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XXVI.

ARRIVAL IN SPIRIT-LAND.

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'Tis just six months ago, beloved, to-day, Since Death rode by upon his pallid steed, And plucked thee from the wayside, like a reed, Then sank his spurs into his iron gray. 'Tis just six months to-day, since, out of breath, He sat thee on the shores of Acheron; And called grim Charon, who, with grizzly frown, Did ferry thee across the stream of Death. 'Tis just six months, to-day, since thy fair feet First pressed the borders of the spirit-land, And thou didst give the angels thy white hand, Who thy arrival came with flowers to greet— Six months, to-day, since thou, at Eden's gate, Seated with them, didst all glad news of earth relate. XXVII.

MY THOUGHTS HANG ON THE GATES OF PARADISE.

Thou'st taken all ray thoughts to heaven with thee; I cannot chain them in their cells below, But through the bolts and bars away they go, Till on the borders of th' empyrean sky, Disconsolate, they perch on Eden's gate, And, pressing their fair faces 'gainst the grate, There rapt, they hang a-gazing in on thee; Arrayed in purple of eternity. There rapt, they watch thee pace celestial bowers: There rapt, survey the sylphs entwine thy hair With blossoms nurtured in seraphic air. There rapt, behold thee clasp the white-winged hours, Until heaven's jealous porter them espies, And, sore offended, shuts the gates of Paradise.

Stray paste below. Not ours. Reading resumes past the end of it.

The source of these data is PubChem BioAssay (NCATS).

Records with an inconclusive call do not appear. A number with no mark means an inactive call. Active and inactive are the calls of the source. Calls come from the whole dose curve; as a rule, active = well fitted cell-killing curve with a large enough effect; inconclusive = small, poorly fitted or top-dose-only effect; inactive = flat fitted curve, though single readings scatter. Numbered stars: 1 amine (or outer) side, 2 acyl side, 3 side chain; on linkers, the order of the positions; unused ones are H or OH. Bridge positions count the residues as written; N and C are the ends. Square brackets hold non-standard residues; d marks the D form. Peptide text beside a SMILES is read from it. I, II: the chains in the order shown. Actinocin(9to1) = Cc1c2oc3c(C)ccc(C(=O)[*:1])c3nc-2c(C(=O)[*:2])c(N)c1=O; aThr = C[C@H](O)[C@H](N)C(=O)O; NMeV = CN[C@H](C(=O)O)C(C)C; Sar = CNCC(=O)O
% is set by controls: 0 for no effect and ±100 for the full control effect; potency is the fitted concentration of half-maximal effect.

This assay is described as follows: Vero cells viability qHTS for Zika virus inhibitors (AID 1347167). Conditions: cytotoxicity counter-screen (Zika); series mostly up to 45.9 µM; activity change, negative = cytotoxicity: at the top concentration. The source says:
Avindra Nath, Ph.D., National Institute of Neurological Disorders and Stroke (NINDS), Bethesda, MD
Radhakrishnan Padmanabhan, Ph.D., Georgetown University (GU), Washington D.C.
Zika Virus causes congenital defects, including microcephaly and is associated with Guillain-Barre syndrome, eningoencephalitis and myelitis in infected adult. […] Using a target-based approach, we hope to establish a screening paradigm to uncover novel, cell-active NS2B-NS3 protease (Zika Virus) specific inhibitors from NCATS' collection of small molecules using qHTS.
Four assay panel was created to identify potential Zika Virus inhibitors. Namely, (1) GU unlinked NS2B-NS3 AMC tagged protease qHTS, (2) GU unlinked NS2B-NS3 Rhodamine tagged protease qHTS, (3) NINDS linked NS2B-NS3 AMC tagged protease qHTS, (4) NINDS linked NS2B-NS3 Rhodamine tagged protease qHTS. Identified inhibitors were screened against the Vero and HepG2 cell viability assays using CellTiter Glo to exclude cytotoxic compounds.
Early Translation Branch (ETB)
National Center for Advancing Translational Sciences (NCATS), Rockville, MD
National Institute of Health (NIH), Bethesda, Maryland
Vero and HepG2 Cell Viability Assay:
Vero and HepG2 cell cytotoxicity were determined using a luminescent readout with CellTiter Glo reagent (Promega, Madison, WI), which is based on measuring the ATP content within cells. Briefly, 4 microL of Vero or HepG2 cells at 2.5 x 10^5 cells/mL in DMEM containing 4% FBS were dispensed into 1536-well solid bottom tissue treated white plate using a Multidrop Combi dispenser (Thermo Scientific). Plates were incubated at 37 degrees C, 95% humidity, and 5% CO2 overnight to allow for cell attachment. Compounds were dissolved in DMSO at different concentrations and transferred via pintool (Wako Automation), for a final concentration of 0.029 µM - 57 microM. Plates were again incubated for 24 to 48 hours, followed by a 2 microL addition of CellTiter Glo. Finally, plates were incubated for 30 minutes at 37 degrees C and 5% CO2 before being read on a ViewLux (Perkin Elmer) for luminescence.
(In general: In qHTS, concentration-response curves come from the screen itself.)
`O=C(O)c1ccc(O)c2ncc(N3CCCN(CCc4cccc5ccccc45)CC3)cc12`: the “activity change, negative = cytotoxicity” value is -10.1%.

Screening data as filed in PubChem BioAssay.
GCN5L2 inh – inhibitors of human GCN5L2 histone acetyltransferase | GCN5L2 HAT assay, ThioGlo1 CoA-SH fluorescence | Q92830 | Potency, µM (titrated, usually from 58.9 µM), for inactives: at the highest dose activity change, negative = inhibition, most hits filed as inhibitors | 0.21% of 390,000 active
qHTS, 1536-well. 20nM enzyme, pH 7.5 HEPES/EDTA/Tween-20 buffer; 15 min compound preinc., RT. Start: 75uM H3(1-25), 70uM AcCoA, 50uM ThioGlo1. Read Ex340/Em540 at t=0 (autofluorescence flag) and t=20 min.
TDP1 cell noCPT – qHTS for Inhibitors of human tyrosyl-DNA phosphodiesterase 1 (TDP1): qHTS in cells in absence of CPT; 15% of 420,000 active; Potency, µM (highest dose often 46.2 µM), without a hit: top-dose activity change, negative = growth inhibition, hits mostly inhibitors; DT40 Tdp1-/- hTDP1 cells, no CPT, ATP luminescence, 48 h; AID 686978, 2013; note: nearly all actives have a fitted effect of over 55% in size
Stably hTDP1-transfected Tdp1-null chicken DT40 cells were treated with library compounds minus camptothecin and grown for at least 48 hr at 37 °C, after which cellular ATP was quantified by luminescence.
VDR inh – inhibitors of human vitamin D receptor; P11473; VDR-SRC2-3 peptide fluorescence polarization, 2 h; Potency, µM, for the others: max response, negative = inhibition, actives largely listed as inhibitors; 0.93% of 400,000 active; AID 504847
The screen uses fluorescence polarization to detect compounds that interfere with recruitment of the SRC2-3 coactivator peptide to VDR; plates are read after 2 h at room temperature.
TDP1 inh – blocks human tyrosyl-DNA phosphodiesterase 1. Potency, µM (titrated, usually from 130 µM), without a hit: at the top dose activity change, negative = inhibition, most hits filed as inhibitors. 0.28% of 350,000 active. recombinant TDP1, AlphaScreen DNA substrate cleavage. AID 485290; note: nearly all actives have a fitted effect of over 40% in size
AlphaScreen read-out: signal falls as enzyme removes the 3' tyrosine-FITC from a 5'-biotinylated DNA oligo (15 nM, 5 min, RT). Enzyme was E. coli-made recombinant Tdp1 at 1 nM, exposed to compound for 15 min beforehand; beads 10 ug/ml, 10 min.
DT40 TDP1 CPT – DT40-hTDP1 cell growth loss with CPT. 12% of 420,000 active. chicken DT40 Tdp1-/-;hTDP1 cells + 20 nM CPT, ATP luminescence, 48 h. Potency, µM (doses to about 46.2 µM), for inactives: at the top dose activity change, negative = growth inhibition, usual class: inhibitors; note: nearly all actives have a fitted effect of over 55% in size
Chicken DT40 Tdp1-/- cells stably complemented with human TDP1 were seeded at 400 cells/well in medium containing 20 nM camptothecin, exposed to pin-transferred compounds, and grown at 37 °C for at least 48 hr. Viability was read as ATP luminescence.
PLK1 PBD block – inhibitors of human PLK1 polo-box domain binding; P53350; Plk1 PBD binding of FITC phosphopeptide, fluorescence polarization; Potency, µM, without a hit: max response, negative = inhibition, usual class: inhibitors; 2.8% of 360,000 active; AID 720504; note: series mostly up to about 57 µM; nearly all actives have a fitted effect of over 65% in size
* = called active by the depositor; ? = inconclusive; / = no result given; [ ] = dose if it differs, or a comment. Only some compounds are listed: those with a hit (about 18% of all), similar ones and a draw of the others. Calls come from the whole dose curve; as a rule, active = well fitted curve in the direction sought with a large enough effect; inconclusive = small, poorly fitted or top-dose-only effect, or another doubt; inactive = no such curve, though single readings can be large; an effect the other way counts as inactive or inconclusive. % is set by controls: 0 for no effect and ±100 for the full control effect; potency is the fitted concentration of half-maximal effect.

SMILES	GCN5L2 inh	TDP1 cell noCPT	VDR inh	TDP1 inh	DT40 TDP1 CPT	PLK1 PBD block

XXVIII.

ADHEMAR'S KEIGN.

Twelve years, Adhemar, thou didst rule my heart— Twelve years usurp its realms from zone to zone— Twelve years serenely sit upon its throne, Despite of many a rival's pointed dart. Twelve years thou wert the shepherd of the flocks That gathered in its Caaba to hear Thee preach of beauty, truth, faith, hope, love, cheer. Twelve years thou cam'st at dawn upon the rocks That gird my soul, to talk with Poesy, And watch my thoughts at play among the flowers, Like lambs; or wrestling with the rosy hours; Or bathing in the founts of minstrelsy. 0 Death! how couldst thou such a monarch slay! And leave my heart-world to a base plebeian sway?

XXIX.

EXCHANGE OF LOVE-LETTERS

We met and gazed into each other's eyes, When from the violet brinks our spirits rose, And leaning over kissed with thrilling throes, That broke along the air in sobbing sighs. Entranced they wept—exchanged betrothal letters, Then downward to their silent prisons fled, And by the lamp of Hope these letters read, And felt the happier for Love's fatal fetters :— But Hate below, and envious Saint above, Between them placed a gulf impassable; Yet, on the opposing shores they stood for all, Sending love-missives by heaven's carrier-dove; And, flinging kisses over to each other, All glowing from the fires warm hearts can never smother. XXX.

MUTE COURTSHIP.

0, Had these fancied shores the gift of speech— Could they recount the countless vows they heard, Winging the air like Paradisian-bird— Had they the power of Love, Faith, Hope, to preach, They'd tell a sadder tale of love and madness Than ever the Bosphorus mermaids told Of lofty Hero and Leander bold. They'd tell how on these banks we paced in sadness, And mutely, by the pale moon, wooed like fairies, The while, convulsed with Love's delicious spasm, Our hands stretched forth and clasped across the chasm, Holding us vis-ct-vis, like statuaries, Until Death, passing by on his white steed, Drew up, and struck the one down like a helpless reed.

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